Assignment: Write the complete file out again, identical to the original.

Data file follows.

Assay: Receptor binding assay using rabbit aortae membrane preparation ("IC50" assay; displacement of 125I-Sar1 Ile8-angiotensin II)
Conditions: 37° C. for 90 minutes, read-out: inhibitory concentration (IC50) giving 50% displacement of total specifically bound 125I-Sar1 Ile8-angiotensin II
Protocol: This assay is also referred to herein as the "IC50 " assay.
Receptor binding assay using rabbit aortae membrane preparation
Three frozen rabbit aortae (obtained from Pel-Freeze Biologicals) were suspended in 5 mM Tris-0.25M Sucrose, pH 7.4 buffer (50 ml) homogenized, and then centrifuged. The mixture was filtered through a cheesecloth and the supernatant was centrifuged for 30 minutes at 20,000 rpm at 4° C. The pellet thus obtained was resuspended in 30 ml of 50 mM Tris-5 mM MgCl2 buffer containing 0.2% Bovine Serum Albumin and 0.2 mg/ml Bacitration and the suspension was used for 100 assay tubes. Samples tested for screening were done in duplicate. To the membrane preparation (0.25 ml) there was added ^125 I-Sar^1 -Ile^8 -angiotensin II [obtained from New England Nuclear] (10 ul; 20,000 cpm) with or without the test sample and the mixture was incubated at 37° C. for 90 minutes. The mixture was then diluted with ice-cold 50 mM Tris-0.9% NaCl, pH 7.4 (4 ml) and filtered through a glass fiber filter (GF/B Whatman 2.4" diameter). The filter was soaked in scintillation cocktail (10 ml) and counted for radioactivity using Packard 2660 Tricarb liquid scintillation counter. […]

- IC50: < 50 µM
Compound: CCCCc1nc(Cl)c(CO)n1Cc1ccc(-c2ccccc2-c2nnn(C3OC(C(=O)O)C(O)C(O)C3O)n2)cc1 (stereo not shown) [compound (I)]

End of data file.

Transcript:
Assay: Receptor binding assay using rabbit aortae membrane preparation ("IC50" assay; displacement of 125I-Sar1 Ile8-angiotensin II)
Conditions: 37° C. for 90 minutes, read-out: inhibitory concentration (IC50) giving 50% displacement of total specifically bound 125I-Sar1 Ile8-angiotensin II
Protocol: This assay is also referred to herein as the "IC50 " assay.
Receptor binding assay using rabbit aortae membrane preparation
Three frozen rabbit aortae (obtained from Pel-Freeze Biologicals) were suspended in 5 mM Tris-0.25M Sucrose, pH 7.4 buffer (50 ml) homogenized, and then centrifuged. The mixture was filtered through a cheesecloth and the supernatant was centrifuged for 30 minutes at 20,000 rpm at 4° C. The pellet thus obtained was resuspended in 30 ml of 50 mM Tris-5 mM MgCl2 buffer containing 0.2% Bovine Serum Albumin and 0.2 mg/ml Bacitration and the suspension was used for 100 assay tubes. Samples tested for screening were done in duplicate. To the membrane preparation (0.25 ml) there was added ^125 I-Sar^1 -Ile^8 -angiotensin II [obtained from New England Nuclear] (10 ul; 20,000 cpm) with or without the test sample and the mixture was incubated at 37° C. for 90 minutes. The mixture was then diluted with ice-cold 50 mM Tris-0.9% NaCl, pH 7.4 (4 ml) and filtered through a glass fiber filter (GF/B Whatman 2.4" diameter). The filter was soaked in scintillation cocktail (10 ml) and counted for radioactivity using Packard 2660 Tricarb liquid scintillation counter. […]

- IC50: < 50 µM
Compound: CCCCc1nc(Cl)c(CO)n1Cc1ccc(-c2ccccc2-c2nnn(C3OC(C(=O)O)C(O)C(O)C3O)n2)cc1 (stereo not shown) [compound (I)]